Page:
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Buddhadharma : Fall 2015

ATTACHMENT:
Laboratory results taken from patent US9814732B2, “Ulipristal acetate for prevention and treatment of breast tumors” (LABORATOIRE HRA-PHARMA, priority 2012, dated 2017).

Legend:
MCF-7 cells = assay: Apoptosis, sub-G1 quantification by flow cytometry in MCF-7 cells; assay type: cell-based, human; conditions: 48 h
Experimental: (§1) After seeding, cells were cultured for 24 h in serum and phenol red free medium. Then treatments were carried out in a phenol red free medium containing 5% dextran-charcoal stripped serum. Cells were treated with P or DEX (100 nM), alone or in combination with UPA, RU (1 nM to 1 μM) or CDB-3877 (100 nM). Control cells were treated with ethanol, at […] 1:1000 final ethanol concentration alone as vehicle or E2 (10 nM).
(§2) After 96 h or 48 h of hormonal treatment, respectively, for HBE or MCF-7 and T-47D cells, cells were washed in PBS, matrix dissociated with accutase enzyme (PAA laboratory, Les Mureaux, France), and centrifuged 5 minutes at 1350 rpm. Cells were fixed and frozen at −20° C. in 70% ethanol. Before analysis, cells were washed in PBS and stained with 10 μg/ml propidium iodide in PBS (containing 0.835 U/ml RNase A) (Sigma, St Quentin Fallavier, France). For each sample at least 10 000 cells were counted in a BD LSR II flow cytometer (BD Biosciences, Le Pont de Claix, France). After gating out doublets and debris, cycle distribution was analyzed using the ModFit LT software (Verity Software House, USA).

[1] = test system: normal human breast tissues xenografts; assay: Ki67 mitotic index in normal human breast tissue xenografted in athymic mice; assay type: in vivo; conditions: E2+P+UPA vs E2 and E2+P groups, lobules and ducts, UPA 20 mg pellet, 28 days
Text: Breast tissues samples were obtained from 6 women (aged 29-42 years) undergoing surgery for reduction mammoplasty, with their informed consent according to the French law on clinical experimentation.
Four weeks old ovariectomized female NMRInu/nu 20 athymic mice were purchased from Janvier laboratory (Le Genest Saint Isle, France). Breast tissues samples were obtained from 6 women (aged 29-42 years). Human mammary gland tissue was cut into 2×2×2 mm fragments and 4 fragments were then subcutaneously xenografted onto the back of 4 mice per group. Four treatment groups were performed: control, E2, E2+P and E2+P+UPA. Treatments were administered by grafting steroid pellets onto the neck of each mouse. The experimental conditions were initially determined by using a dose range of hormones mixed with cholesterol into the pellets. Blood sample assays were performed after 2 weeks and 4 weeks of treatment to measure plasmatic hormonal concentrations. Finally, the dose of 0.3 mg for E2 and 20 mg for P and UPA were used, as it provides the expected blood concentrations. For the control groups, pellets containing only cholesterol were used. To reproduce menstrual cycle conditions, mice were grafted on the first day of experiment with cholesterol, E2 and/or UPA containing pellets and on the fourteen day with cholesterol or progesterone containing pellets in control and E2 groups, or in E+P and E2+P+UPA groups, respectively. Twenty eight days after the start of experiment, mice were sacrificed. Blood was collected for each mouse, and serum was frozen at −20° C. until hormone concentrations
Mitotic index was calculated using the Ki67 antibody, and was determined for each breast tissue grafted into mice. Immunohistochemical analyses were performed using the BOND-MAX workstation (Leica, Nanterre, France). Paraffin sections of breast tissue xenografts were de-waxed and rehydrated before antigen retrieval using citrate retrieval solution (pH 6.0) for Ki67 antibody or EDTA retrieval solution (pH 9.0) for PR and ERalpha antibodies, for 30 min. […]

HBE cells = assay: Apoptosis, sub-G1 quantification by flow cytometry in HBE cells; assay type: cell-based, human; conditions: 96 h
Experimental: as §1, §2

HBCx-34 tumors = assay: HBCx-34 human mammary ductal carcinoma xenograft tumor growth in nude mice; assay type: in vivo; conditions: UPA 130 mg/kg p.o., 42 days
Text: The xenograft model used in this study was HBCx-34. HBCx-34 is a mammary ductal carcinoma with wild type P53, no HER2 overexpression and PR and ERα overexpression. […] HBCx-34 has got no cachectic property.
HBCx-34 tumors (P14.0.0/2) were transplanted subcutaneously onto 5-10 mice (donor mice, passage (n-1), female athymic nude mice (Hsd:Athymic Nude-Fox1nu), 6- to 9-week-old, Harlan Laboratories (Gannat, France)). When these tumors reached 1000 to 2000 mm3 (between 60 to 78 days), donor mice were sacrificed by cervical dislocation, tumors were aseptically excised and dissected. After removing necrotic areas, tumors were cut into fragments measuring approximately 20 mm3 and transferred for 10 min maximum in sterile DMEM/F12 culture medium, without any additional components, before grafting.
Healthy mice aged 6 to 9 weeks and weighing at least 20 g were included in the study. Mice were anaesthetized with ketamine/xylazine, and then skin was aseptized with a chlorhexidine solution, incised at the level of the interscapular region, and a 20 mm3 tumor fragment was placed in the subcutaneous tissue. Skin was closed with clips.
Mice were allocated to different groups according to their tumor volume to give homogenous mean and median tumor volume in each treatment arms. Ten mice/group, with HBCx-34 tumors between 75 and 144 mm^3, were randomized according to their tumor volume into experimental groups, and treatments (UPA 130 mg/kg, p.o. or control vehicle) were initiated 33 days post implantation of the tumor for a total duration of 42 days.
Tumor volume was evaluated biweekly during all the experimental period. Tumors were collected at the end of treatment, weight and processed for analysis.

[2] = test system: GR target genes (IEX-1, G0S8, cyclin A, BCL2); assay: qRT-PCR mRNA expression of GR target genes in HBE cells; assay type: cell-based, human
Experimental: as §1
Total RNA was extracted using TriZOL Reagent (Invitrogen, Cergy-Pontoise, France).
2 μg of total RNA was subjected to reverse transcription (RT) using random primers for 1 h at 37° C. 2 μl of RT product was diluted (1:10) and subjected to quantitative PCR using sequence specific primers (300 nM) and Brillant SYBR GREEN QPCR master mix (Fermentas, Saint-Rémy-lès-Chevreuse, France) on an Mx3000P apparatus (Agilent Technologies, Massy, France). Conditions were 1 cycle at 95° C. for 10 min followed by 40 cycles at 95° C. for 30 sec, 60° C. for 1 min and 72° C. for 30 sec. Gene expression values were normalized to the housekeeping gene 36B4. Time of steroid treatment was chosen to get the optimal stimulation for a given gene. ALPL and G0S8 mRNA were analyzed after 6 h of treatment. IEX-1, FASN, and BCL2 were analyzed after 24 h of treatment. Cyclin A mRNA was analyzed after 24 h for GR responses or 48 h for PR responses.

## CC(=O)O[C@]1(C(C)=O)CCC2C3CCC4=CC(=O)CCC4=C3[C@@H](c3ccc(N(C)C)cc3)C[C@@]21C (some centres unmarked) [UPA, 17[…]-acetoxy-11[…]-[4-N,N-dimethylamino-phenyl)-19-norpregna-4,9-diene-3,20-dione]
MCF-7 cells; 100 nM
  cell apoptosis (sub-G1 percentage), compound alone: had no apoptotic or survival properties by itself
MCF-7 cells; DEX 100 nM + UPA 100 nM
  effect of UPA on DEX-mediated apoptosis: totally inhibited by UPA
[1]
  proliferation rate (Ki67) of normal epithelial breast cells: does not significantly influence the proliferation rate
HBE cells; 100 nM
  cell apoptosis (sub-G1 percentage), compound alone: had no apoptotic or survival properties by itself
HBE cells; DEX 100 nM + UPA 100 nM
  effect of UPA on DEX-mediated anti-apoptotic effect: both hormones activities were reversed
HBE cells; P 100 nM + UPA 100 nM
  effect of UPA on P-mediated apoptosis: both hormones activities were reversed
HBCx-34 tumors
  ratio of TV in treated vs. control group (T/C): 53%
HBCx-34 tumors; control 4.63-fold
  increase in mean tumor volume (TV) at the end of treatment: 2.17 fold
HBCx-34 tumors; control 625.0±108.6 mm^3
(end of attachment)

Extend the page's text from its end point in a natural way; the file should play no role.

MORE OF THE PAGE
fall 2015 buDDhaDharma: the practitioner’s quarterly 47 and space. This means their activity is unfettered— we can connect with them if we open ourselves to them. I have been present many times when a high lama, such as the previous Kalu Rinpoche, the Sixteenth Karmapa, Dudjom Rinpoche, and Dezchung Rinpoche, were asked by students, “Do the yidams exist?” The answer was always, “They exist as much as you exist.” There is a bias in the Western psyche to take ourselves as more real than the awakened beings. This is inaccurate. Yidams are awakened beings continually manifesting the benefit of full awakening. They are awareness-emptiness, appearance-emptiness, just as we are, not more or less, except their ignorance has been liberated and their qualities actualized. They mirror back to us our own awakened nature. BuDDhADhARMA: How do you work with the different deities, or yidams, and the qualities they embody? TENzIN WANGyAL RINPOChE: Initially, the relationship with the yidam tends to be more external or hierar- chical, with the seeker trying to accumulate merit or gain help through praying to the deity. Eventually a relationship develops in which the deity becomes more like a friend. Finally, one becomes the deity. Becoming the yidam is the ultimate realization of tantra. LAMA PALDEN: The path of tantra involves many dif- ferent yidam practices, and one can develop strong relationships with the various awakened beings. In three-year retreats in our tradition, we do Tara, Chenrezig, and Mahakala practices every day, and we also have particular yidams that we work on in progression for a number of months. Each works with our mind, energy bodies, and emotions in slightly different ways. For example, opening to Tara is like opening to the divine mother or femi- nine awakened energy, which can feel very soothing and nurturing and can be psychologically healing while also helping us open to those qualities in ourselves. All of the yidams are manifestations of the union of compassion and shunyata, helping us work with our emotions and psyches in different ways. ROB PREECE: Peaceful deities such as Chenrezig, Tara, and Manjushri embody attributes of buddhanature such as love, compassion, and wisdom that we can awaken in ourselves through the practice of the deity. Another group of deities, the more wrath- ful forms such as Yamataka, Chakrasamvara, and Vajrayogini, offer us a means of transforming ener- gies like anger and passion in our mind/body. These deities activate that energy in our nervous system and then provide a vehicle or channel through which it can be brought to its awakened or wisdom nature. BuDDhADhARMA: You’ve all said that the energy body, or subtle body, has an important role in tantra. In what way is the energy body integral to awakening, and how do you work with it in terms of prana, nadi, and bindu? LAMA PALDEN: Awakening is not just a mental experi- ence; it’s also a transformation of what we call the energy body. The channels of the energy body are like pathways that when meditated upon begin to transform our experience from the inside out. Prana is what flows through these channels. Prana and mind are closely connected to each other. When our discursive mind jumps all over the place, so does our prana and vice versa. In addition, the pat- terns of unprocessed emotions and psychological issues get lodged in the subtle body, and prana gets blocked up; it flows in the wrong way, sometimes to the point that we get sick. So in tantric practice, we grab hold of the energy that’s moving through the body with our mind and bring the two together to stabilize them, which helps bring about shamatha, or calm abiding. In this way, we work toward repat- terning our energy closer to that of an awakened being. Tantric practices are powerful because they utilize all parts of our being— body, speech, and mind—in order to transform habitual patterns and clear away our fundamental ignorance. —Lama Palden Drolma (Opposite) Four-armed Chenrezig by Lama Sherab Gyatso